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While our country should help with the Syrian refugee crisis, I seriously doubt the ability of the U.S. government to properly screen and vet the prospect of thousands of these refugees from entering our country. I keep thinking about our past failings; the 9/11 hijackers not investigated properly by the feds after receiving prior warnings, the Tsarnaev brothers not investigated even after warnings from Russian authorities, homegrown Somalis returning to fight with extremists in the Middle East and Africa, and numerous TSA/Homeland Security screening mistakes at airports. Sure, there have been many successes, but while a 98 percent success rate may be a good grade in other fields, and while 100 percent may be difficult to attain, it only takes one tragic incident for terrorists to be successful. Many experts say another incident here is not a matter of maybe, but when. Why increase terrorists’ odds?
Tom O’Connell, Plymouth
RICHFIELD APARTMENT COMPLEX
Nothing less than social justice is at stake in redevelopment
Thanks for shedding light on the mass displacement of my neighbors and me — thousands of low-income, immigrant and minority Richfield residents (“Apartment redevelopment forces poor tenants to move,” Nov. 17). We have lived in our homes five, 10 or 20-plus years, making substantial contributions to our community, while relying on nearby transit, community services, and local employment and education opportunities. This is more than a housing issue; it is a story about racial and economic justice.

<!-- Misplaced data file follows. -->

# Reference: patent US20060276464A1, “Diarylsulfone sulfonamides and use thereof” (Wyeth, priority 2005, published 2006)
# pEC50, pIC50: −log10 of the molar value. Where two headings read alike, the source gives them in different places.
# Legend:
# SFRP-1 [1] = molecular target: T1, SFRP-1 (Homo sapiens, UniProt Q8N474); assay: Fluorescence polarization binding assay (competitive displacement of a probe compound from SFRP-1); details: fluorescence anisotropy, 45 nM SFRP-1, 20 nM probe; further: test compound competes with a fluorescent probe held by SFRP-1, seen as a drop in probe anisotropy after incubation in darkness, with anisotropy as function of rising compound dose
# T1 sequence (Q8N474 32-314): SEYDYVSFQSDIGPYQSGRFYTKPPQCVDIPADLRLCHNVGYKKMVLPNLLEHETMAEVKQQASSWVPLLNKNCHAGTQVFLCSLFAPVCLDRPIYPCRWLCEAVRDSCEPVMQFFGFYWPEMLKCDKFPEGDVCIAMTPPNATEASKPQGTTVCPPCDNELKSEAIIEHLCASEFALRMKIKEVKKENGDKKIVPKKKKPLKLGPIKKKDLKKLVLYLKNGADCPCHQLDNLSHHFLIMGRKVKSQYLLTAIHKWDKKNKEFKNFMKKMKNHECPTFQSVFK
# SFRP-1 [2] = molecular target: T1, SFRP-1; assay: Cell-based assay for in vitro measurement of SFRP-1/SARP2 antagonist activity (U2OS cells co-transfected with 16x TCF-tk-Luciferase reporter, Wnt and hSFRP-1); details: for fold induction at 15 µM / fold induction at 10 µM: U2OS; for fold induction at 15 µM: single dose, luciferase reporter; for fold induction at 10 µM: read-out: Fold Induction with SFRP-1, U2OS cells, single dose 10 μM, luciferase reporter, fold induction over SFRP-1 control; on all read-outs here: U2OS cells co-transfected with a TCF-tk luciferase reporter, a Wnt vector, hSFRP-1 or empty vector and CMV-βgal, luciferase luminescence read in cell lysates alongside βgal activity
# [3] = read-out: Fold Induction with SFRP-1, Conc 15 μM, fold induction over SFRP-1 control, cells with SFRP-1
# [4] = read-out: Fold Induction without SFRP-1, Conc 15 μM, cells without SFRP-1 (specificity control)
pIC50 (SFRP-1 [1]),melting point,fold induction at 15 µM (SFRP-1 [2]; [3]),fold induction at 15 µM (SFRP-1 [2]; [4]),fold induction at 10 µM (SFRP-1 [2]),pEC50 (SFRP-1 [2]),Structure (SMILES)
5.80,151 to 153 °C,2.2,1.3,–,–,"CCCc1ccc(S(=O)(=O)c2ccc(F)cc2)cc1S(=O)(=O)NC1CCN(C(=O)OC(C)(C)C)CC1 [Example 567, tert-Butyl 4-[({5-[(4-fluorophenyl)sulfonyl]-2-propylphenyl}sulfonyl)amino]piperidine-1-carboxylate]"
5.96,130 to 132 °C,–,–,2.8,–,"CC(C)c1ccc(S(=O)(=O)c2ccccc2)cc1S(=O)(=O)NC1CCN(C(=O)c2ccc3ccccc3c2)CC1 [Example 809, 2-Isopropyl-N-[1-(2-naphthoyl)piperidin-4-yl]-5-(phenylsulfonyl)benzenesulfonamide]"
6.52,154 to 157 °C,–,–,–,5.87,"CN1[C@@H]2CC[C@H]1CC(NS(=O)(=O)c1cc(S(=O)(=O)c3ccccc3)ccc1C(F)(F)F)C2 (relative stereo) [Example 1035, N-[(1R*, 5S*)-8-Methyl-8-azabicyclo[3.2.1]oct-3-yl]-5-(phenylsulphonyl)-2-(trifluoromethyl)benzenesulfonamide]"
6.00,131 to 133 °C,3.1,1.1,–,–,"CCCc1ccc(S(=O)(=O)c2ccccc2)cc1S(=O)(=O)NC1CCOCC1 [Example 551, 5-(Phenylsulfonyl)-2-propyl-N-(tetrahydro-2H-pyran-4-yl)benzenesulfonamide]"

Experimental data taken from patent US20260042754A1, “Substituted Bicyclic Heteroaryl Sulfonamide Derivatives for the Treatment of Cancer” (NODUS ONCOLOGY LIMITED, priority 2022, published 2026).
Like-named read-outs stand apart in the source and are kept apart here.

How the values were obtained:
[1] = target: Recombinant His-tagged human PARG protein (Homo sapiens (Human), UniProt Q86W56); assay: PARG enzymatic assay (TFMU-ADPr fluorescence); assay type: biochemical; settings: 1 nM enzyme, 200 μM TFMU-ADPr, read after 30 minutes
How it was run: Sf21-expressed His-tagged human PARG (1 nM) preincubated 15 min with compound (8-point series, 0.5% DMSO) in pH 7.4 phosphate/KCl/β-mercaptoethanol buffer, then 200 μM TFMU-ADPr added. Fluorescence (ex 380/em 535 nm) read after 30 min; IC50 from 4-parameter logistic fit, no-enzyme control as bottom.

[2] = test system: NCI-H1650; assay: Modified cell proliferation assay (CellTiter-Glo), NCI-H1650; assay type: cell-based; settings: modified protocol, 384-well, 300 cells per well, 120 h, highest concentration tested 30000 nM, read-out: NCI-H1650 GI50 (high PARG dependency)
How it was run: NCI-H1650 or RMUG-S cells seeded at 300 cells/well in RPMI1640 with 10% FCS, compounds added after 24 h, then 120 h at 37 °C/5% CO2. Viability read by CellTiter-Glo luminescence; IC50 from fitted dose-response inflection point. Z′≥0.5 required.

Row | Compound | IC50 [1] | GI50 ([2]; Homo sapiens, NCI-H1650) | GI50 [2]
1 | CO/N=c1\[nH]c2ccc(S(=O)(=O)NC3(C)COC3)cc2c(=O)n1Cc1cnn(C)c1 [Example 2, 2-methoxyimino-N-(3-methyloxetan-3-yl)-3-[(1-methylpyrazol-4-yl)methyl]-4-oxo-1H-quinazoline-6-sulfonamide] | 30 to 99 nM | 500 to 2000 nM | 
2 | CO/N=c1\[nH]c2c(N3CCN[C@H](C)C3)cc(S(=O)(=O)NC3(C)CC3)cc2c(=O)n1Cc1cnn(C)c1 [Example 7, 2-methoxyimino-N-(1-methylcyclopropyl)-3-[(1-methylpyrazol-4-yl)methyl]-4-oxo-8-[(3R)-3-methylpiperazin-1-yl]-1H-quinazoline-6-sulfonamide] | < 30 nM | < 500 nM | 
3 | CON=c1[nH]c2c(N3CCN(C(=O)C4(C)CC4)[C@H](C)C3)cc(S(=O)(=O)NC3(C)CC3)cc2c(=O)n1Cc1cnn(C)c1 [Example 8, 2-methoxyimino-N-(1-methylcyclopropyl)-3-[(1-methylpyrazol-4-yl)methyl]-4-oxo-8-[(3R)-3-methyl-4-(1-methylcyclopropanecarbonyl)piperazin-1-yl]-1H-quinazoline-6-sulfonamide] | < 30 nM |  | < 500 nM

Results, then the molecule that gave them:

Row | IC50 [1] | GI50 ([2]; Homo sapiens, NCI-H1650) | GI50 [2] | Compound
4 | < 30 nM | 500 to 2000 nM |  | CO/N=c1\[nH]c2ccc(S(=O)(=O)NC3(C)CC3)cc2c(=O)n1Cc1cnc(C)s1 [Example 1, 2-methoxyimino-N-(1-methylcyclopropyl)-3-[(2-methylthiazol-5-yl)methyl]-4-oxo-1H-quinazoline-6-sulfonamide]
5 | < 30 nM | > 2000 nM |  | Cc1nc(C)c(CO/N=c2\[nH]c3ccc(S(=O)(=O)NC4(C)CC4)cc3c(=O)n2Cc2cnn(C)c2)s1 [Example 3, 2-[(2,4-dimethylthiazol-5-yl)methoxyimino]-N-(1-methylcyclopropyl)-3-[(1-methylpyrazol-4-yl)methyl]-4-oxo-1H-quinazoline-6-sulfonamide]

The responses of the landlord and the city of Richfield demonstrate the ignorance and racism prevalent in our community. City and school leaders met with the landlord without inclusion of residents, announcing that failed negotiations were “satisfactory” and that the “investment” displacing thousands is what the city wants. The city’s involvement in a yearlong federal HUD complaint is blatantly discriminatory, failing to address how many low-income and minority residents wish to remain in our community. We want to choose where to live, not be forced out because the city is not comfortable with who lives here.